04 April 2007

Our D-grade Student

If Puerto Rico's educational system were to sit in a classroom, it would be in the back, with the other D-grade students, wearing shockingly expensive tennis shoes (unlaced), too much bling-bling, a Yo Soy Boricua cap tilted to hell and a look of total contempt smeared across its face. It would give off those fake bad-ass vibes, the kind that say "I'm a mean motherf-----" but you know that if you push the pathetic wannabe it will instantly back off, mumbling about "the shoes" and "later," while pretending to have a threat to toss back.

A D-grade student who can't speak Spanish properly, never wrapped his tongue or brain around English (after 100+ years), has the math skills of a child and the science knowledge of a monkey. Who knows exactly as much about Our history as it knows about classical music, which is light-years behind what it knows about the latest telenovela, action movie or Miss Universe pageant.

A student so bored with learning that it chooses to let its standards slide rather than exploring their declining significance. One who has stopped demanding improvement because even demanding is too much work. One who sees education as the business of highlighting weaknesses to throw increasingly-large amounts of money at the problems, and that if there is no money to be had, then there is no problem to solve.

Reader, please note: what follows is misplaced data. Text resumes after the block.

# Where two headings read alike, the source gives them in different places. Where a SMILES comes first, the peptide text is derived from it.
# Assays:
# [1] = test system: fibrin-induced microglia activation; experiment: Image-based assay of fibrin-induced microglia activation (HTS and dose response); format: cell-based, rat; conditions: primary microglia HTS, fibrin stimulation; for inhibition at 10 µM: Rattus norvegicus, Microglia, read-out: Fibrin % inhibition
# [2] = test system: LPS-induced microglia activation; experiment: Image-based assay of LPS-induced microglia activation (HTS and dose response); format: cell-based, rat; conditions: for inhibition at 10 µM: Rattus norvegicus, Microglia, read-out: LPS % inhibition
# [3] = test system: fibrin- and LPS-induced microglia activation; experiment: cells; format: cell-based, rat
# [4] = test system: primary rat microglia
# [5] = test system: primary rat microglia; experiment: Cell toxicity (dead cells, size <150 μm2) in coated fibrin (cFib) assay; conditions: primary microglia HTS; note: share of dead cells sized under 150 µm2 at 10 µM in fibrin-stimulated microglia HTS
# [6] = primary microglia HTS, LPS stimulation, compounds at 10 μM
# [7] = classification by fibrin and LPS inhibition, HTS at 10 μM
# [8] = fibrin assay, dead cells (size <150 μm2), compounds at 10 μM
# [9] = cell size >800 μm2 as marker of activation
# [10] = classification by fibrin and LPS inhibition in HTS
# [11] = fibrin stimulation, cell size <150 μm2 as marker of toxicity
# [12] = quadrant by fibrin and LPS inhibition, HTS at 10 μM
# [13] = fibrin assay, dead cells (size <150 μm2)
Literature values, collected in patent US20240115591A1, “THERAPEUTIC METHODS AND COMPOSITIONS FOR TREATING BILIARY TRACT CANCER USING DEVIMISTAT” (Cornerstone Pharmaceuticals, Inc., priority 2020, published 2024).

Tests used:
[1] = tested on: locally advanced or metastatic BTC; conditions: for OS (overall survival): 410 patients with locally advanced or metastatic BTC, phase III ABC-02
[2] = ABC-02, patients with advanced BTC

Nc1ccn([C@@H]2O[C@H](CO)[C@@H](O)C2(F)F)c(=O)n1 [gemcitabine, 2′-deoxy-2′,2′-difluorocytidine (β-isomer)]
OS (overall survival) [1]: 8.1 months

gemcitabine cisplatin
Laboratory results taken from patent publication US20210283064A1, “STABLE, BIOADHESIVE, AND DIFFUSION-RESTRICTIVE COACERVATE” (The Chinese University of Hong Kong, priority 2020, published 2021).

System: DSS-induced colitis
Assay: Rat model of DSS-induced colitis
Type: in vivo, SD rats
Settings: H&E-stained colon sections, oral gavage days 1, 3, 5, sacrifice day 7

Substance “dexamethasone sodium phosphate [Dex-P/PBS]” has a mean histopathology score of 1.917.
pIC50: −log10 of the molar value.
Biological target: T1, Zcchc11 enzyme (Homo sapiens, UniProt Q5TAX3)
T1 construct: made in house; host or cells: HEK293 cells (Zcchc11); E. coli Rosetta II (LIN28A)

A D-grade student in a world that rewards A- and B-levels. A D-grade chronic underachiever in a world where learning is vital and more important every day. A slacker with the open-mouthed dullness of inbred incompetence, the incestuous product of greed and indifference. A subnormal spaz with lizard-brain ethics, barely rising above instincts on its best day. A money-grubber, constantly sniffing for the easiest path to cash.

Is there potential in this D-grade student? Certainly. Even rocks can deliver water if squeezed hard enough. But unlike the aforementioned rock, the D-grade student that is Our misbegotten education system can choose to become better, can opt for the progress and growth, can elect to make itself a C-grader, then maybe a B or--dare We hope--an A student. The choice, the basic choice that needs to be made, is not about curriculum, or educational theory or de-unionization: It's about totally separating politics from education. The choice is to get the D-grade student out of the illegitimate, ill-intentioned and crassly debased hands of the gang of Fools and placing it squarely in the hands of social developers, educators, researchers and professionals for whom a positive social result in education is the only goal worth pursuing.

Only one choice is needed, albeit a seemingly hard one. For only a D-grade slacker knows how hard it is to stop being comfortable in failure and strive for excellence. For the A- and B-levels among Us, the only hard thing about it is tolerating the all-too-many who settle for all-too-little.

The Jenius Has Spoken.

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